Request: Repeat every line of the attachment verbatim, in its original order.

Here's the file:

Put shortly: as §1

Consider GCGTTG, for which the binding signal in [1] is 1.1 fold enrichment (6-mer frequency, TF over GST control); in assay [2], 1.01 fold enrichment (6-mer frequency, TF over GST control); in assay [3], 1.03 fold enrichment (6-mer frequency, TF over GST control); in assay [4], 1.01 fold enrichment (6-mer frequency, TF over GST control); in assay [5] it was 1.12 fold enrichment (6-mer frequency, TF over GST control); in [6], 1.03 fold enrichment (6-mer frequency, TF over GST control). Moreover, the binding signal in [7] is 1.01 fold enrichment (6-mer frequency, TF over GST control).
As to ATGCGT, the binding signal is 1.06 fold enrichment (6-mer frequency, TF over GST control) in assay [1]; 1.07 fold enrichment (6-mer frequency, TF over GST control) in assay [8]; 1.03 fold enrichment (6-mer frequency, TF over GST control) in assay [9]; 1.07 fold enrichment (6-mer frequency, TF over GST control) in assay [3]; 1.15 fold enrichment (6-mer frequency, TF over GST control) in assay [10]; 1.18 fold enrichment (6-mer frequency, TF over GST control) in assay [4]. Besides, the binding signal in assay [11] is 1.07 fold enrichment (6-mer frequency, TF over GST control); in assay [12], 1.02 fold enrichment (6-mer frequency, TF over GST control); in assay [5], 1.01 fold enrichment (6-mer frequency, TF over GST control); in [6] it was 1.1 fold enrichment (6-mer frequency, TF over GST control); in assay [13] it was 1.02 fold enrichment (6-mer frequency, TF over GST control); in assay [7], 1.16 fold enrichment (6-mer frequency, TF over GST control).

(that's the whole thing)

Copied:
Put shortly: as §1

Consider GCGTTG, for which the binding signal in [1] is 1.1 fold enrichment (6-mer frequency, TF over GST control); in assay [2], 1.01 fold enrichment (6-mer frequency, TF over GST control); in assay [3], 1.03 fold enrichment (6-mer frequency, TF over GST control); in assay [4], 1.01 fold enrichment (6-mer frequency, TF over GST control); in assay [5] it was 1.12 fold enrichment (6-mer frequency, TF over GST control); in [6], 1.03 fold enrichment (6-mer frequency, TF over GST control). Moreover, the binding signal in [7] is 1.01 fold enrichment (6-mer frequency, TF over GST control).
As to ATGCGT, the binding signal is 1.06 fold enrichment (6-mer frequency, TF over GST control) in assay [1]; 1.07 fold enrichment (6-mer frequency, TF over GST control) in assay [8]; 1.03 fold enrichment (6-mer frequency, TF over GST control) in assay [9]; 1.07 fold enrichment (6-mer frequency, TF over GST control) in assay [3]; 1.15 fold enrichment (6-mer frequency, TF over GST control) in assay [10]; 1.18 fold enrichment (6-mer frequency, TF over GST control) in assay [4]. Besides, the binding signal in assay [11] is 1.07 fold enrichment (6-mer frequency, TF over GST control); in assay [12], 1.02 fold enrichment (6-mer frequency, TF over GST control); in assay [5], 1.01 fold enrichment (6-mer frequency, TF over GST control); in [6] it was 1.1 fold enrichment (6-mer frequency, TF over GST control); in assay [13] it was 1.02 fold enrichment (6-mer frequency, TF over GST control); in assay [7], 1.16 fold enrichment (6-mer frequency, TF over GST control).